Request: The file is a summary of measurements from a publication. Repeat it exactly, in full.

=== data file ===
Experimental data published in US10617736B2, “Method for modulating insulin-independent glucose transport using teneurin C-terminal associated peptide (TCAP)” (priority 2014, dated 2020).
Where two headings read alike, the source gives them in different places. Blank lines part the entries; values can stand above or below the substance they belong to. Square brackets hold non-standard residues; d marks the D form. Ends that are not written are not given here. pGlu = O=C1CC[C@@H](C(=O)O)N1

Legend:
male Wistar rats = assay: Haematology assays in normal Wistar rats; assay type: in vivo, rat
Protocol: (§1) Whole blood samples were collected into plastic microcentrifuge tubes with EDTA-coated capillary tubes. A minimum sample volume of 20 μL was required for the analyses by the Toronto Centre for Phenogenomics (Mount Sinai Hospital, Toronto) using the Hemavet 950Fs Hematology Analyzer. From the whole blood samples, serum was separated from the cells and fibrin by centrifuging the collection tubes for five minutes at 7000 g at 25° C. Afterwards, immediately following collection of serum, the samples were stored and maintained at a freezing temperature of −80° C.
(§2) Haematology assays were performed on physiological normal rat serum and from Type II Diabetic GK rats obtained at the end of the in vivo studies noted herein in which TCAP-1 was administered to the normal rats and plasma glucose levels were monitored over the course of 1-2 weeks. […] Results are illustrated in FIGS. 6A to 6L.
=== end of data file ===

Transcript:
Experimental data published in US10617736B2, “Method for modulating insulin-independent glucose transport using teneurin C-terminal associated peptide (TCAP)” (priority 2014, dated 2020).
Where two headings read alike, the source gives them in different places. Blank lines part the entries; values can stand above or below the substance they belong to. Square brackets hold non-standard residues; d marks the D form. Ends that are not written are not given here. pGlu = O=C1CC[C@@H](C(=O)O)N1

Legend:
male Wistar rats = assay: Haematology assays in normal Wistar rats; assay type: in vivo, rat
Protocol: (§1) Whole blood samples were collected into plastic microcentrifuge tubes with EDTA-coated capillary tubes. A minimum sample volume of 20 μL was required for the analyses by the Toronto Centre for Phenogenomics (Mount Sinai Hospital, Toronto) using the Hemavet 950Fs Hematology Analyzer. From the whole blood samples, serum was separated from the cells and fibrin by centrifuging the collection tubes for five minutes at 7000 g at 25° C. Afterwards, immediately following collection of serum, the samples were stored and maintained at a freezing temperature of −80° C.
(§2) Haematology assays were performed on physiological normal rat serum and from Type II Diabetic GK rats obtained at the end of the in vivo studies noted herein in which TCAP-1 was administered to the normal rats and plasma glucose levels were monitored over the course of 1-2 weeks. […] Results are illustrated in FIGS. 6A to 6L.